Apple has signed a multi-year deal with Major League Baseball that will give an iPad Pro to coaching staff — so that they can easily access performance data, weigh up possible pitcher-hitter matchups, analyze where a player is likely to hit the ball, and even look up videos from previous games.
“We’re not just replacing binders with tablets; we’re actually helping them do things that weren’t possible before,” said Apple SVP of marketing, Phil Schiller.
The Apple deal coincides with the lifting of a ban on teams using laptops and mobile devices in dugouts.
Teams will be equipped with the new 12.9-inch iPad Pro, as opposed to the smaller 9.7-inch models unveiled at Apple’s keynote event last week. Each iPad Pro will be fitted with a rugged case sporting the league’s logo, and a custom app called MLB Dugout, built with assistance from Apple.
The data available on the iPads will be proprietary to each team, as opposed to part of a league-wide database accessible by all. At first, app data will be pre-loaded before each game, although this will hopefully change to real-time data streams in the future.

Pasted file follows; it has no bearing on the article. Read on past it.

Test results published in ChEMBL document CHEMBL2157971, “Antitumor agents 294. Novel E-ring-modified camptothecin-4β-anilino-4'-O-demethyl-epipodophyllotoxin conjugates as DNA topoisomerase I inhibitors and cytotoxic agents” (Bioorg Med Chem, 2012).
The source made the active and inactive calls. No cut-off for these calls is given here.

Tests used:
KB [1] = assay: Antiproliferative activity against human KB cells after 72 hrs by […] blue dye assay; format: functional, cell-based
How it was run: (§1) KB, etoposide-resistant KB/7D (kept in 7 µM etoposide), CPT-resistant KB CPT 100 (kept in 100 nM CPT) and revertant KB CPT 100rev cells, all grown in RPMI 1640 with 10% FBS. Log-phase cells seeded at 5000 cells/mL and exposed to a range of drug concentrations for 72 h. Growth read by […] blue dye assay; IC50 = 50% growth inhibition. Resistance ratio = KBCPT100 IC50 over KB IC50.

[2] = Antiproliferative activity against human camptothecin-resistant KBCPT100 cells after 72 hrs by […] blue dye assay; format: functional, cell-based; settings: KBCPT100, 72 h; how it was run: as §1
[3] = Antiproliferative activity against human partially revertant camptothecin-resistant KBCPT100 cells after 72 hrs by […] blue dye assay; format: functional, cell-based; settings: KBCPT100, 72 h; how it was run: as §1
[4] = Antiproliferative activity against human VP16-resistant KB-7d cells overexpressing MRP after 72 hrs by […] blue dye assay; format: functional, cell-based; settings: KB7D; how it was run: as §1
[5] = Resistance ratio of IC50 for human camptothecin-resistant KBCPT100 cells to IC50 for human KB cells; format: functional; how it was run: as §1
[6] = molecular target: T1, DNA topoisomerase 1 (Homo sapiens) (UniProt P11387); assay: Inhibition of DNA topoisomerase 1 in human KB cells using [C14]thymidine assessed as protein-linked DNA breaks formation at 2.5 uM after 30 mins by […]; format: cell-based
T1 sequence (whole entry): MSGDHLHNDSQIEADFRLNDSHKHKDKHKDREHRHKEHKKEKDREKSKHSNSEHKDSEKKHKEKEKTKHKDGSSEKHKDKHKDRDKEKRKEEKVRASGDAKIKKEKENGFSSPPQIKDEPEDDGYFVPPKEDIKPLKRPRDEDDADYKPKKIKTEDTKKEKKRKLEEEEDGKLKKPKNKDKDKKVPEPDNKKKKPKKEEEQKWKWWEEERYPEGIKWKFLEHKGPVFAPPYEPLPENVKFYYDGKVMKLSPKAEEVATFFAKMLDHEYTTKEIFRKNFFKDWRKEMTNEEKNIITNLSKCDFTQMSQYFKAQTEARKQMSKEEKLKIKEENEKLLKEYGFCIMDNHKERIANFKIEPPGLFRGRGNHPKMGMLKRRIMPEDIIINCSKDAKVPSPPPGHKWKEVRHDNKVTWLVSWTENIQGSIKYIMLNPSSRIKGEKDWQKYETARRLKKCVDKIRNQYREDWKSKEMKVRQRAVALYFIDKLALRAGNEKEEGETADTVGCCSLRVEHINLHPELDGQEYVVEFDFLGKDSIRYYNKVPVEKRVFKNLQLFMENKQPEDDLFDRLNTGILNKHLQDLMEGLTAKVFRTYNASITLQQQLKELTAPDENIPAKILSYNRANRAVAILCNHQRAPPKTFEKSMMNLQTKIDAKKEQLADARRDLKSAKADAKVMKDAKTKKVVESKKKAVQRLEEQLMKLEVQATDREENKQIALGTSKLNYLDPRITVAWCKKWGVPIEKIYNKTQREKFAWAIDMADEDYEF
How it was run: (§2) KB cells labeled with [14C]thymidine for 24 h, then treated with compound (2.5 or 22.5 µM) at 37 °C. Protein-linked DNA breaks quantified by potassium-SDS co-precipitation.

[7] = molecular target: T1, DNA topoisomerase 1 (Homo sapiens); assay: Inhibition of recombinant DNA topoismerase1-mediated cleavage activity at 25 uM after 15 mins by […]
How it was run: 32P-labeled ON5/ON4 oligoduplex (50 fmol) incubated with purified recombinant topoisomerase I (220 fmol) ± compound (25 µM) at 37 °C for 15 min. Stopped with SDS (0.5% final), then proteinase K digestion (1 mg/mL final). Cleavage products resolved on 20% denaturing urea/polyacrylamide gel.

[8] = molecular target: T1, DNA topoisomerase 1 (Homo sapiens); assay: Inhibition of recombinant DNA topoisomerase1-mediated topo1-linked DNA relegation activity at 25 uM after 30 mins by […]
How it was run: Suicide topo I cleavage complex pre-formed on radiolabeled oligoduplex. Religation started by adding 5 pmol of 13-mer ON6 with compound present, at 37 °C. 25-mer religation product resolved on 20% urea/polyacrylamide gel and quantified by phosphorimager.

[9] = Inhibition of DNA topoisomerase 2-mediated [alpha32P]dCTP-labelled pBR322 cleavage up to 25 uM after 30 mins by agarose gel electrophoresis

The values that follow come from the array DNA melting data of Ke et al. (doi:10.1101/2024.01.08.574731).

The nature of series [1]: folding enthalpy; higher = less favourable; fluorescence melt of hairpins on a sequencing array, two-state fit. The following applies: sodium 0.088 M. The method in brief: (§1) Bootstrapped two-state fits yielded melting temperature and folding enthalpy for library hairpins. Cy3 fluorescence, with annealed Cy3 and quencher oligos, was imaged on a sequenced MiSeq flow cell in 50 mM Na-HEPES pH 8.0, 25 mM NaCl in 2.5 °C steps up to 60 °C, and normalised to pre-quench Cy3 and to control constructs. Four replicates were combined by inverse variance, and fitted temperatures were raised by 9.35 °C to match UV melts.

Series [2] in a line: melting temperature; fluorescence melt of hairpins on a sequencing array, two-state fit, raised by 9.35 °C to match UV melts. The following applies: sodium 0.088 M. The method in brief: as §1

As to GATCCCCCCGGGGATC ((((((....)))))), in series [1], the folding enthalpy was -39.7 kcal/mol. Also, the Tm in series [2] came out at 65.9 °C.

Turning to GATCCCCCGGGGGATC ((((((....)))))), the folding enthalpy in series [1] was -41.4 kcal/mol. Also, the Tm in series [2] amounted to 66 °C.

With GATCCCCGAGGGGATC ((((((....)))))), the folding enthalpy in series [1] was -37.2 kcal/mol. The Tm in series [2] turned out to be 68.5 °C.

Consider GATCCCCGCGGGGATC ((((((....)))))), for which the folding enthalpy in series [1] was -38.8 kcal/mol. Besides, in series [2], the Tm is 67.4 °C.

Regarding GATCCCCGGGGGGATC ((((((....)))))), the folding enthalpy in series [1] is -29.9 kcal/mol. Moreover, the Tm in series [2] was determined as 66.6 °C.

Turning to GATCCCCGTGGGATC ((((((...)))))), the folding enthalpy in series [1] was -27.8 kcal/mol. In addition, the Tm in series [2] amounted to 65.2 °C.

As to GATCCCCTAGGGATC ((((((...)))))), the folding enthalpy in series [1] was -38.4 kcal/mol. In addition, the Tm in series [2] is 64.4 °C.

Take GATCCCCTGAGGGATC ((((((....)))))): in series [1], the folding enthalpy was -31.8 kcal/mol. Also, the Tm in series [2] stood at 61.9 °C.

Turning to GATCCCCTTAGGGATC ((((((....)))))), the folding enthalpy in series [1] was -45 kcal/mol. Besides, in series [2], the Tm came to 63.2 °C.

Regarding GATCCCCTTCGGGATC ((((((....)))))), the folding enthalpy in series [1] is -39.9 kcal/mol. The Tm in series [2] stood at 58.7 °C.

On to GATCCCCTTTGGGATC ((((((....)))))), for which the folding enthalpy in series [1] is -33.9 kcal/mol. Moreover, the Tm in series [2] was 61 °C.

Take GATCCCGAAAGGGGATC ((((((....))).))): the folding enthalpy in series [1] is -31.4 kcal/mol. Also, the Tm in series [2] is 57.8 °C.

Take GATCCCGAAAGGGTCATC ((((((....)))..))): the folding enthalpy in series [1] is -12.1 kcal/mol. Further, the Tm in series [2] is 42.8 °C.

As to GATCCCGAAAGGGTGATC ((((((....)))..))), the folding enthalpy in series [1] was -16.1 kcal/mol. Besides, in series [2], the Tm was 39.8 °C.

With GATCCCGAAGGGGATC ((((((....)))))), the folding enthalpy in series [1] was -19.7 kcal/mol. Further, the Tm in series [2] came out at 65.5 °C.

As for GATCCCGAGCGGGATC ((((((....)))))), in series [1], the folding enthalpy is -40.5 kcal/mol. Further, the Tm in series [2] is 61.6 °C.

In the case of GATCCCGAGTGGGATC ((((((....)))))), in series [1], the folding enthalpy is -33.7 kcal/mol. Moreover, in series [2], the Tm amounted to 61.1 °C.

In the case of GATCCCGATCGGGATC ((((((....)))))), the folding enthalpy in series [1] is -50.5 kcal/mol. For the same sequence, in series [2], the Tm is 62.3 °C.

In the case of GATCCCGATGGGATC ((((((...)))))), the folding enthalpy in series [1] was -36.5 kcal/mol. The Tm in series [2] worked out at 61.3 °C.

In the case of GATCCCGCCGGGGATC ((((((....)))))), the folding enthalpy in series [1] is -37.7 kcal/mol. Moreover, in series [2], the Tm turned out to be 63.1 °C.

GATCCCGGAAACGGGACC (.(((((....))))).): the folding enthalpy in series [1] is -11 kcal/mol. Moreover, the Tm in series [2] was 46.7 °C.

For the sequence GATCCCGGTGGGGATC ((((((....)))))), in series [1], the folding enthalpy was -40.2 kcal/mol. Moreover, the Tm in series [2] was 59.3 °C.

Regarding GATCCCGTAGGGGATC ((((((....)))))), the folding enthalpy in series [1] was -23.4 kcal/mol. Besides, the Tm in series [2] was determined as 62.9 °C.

Apple and MLB haven’t disclosed the details of the deal, but it comes off the back of a $400-million, four-year agreement between the National Football League and Microsoft for the NFL to use the Microsoft Surface. However, unlike that deal — which stipulates that the Surface must be visible on the sideline during every game — MLB is making use of the iPad Pro optional.
This isn’t the first time MLB has embraced Apple innovations. In 2013, MLB installed iBeacons at 20 U.S. ballparks last year to offer iOS-using spectators point-of-interest mapping and other relevant contextual information. The following year, a deal was struck which added Apple Pay to several MLB stadiums in time for the 2014 World Series.
Let’s hope that, unlike the NFL’s sometimes disastrous deal with Microsoft, Apple’s MLB agreement doesn’t strike out on a sour note!